I biked under the night shade to an obscure setting of metal wire chairs and tables in front of a shaded café just closed, its neon lights and inside vending machines still illuminated. A deep call, a transmutation of an incredibly familiar voice, spoke my name.
It was Tyler, smoking a Marlboro, sitting down in one of the chairs, his dirty blonde hair neatly cut and glowing in the ambient city-lit skies and streetlights. A kid of short stature and evident boyhood of all my years I had known him, he remarked in surprise my beard and growing pey’ot (sideburns), and I the lack of his pre-pubescent voice he had maintained since we last spoke well into the age of puberty.
It was a wonderful meeting. I was somewhat taken back by the fact that he smoked, and most of our conversation was laced by discussion of marijuana and urban exploring, but I was not as surprised or disturbed by the talk as I thought I’d be. Tyler had a strong spiritual side albeit the common socially unacceptable behaviors he recreated with. He told me he stopped attending church because of the “feel-good” preaching that stained and corrupted sermons in modern-day America. I eagerly agreed.
He asked me if I had found someone, and I explained to him a failing relationship I was in although I was still prospective in wanting children and moving overseas. Tyler was very impressed by this. I asked him if he wanted a family, and his answer was “someday, but no time soon.”
I do understand this “someday”. I am not ready for children, but I kept bringing up how badly I wanted them. Tyler offered me a puff, and I respectfully declined.
A few of Tyler’s friends had showed up, and an old acquaintance I recognized, Marty, the “camp-clown” I remembered so fondly from Wapo, approached with a couple of other guys. We exchanged goodbyes and Marty awkwardly shook my hand as I gave Tyler a shake and a pat on the back.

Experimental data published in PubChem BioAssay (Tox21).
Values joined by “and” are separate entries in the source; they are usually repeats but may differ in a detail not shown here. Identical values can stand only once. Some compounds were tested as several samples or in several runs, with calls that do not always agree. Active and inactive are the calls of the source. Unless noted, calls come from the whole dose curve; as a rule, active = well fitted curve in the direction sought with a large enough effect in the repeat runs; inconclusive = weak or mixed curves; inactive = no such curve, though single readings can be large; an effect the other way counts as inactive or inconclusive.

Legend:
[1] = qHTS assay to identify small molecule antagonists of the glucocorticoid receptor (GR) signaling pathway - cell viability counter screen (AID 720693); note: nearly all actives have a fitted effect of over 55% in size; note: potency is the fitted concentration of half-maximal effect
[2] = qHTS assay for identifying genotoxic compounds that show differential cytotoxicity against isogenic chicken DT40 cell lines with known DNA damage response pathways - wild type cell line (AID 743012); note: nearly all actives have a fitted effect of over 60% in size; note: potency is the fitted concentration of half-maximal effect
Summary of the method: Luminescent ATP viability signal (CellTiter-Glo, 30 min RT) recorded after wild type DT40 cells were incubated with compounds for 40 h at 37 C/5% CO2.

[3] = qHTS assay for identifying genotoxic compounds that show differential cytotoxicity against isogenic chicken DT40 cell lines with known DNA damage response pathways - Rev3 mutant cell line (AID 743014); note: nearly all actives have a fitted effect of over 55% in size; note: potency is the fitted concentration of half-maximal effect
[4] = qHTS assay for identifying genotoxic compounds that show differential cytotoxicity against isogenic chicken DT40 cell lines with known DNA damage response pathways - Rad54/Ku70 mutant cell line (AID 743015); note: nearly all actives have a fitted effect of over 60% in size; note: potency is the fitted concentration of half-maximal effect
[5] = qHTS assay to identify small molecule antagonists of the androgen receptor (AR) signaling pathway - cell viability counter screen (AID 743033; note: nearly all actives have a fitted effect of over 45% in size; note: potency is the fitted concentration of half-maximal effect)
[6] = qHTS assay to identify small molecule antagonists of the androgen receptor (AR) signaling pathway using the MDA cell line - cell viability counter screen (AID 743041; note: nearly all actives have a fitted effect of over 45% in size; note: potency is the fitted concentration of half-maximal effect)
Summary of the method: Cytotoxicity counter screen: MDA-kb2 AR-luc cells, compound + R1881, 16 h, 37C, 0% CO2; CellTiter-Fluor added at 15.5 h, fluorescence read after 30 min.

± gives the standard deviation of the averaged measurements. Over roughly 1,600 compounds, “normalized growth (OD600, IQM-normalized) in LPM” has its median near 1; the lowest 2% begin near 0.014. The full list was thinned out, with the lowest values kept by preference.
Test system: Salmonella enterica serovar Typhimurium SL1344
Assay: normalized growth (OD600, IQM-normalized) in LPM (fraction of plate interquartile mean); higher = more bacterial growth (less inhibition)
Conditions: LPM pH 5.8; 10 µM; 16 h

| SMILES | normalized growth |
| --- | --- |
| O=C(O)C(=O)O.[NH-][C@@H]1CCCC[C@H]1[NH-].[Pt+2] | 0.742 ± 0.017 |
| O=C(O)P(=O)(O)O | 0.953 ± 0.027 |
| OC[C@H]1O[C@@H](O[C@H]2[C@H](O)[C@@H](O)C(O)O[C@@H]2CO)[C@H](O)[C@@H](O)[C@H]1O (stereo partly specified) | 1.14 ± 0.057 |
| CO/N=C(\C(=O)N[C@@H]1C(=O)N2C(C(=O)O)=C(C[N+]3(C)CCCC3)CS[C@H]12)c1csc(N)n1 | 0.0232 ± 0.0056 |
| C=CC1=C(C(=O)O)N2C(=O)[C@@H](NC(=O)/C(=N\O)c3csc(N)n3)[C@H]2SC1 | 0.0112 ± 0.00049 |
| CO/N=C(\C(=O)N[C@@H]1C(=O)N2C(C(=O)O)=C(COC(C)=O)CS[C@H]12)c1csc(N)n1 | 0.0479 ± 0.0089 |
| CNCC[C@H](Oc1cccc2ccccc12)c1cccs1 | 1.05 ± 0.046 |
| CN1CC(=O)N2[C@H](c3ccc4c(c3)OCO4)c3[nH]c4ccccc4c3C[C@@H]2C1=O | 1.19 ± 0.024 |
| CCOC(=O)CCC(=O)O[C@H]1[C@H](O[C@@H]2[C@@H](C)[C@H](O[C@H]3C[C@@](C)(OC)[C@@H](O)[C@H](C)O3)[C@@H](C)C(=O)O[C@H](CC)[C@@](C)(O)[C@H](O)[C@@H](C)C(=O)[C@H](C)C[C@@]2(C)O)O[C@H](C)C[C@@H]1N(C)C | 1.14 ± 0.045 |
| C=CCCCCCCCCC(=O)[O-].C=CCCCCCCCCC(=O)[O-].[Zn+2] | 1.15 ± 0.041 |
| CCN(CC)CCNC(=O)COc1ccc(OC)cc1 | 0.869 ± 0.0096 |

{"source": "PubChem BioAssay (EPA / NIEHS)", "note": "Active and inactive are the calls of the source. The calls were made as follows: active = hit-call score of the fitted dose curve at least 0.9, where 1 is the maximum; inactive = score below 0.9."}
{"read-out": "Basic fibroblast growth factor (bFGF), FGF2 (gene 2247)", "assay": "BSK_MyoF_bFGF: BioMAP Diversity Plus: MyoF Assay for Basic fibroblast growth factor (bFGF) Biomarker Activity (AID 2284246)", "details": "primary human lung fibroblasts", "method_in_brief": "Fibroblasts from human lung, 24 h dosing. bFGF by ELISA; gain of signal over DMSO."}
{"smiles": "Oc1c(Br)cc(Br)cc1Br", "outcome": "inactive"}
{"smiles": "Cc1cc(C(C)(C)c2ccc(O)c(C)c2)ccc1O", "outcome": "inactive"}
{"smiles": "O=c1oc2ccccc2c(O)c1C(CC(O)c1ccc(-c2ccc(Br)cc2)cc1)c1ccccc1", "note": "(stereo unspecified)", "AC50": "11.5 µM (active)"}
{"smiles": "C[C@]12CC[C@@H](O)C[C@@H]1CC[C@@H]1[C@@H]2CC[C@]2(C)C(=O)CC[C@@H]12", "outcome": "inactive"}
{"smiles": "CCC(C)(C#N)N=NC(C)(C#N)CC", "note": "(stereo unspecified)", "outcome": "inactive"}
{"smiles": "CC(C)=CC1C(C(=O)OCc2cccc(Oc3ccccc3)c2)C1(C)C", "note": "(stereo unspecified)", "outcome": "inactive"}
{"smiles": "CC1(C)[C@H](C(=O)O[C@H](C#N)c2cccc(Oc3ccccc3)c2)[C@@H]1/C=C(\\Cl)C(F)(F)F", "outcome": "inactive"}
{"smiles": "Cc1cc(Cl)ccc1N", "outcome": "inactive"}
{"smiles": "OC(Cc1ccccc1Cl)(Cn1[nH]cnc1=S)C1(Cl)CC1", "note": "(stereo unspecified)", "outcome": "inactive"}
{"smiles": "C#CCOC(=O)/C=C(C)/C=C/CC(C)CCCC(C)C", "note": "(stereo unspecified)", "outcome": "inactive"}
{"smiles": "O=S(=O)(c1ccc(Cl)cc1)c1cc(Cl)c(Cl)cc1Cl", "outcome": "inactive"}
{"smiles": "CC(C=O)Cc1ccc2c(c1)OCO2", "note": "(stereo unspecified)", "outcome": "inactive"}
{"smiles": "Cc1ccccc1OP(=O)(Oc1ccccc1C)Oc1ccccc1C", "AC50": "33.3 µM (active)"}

I kept caution of the Somali mobs that had grown in my old neighborhood as Tyler had mentioned, but I had made it home safely that night. And since that summer and such meeting, my desire for having kids has grown, inspired by the golden age that was my own childhood.
But there is so much more to having children than wanting it. It is such a heavy, disputed and life-changing puzzle to take on. I want my children to have the most trouble-free and fond growth as possible, but knowing that I am going to be the conflicted State of Israel, and keeping in mind that I have no idea on how the other side of the story is going to approach raising children, my ‘isha, this creates a light fog of how I am going, or should, raise them.
I can only improve on myself, adapting humility, acting selflessly, and always looking for the best for and in others. Perhaps I will move from Israel and raise my family once I have taken aliyah. I have unwavering faith, although tested, that everything else will fall into place with time and sense.
I feel that when my son or daughter is born, I too will feel much like a kid again, if not become one; my youth will return to me once I have a youth to call my own. I desire that.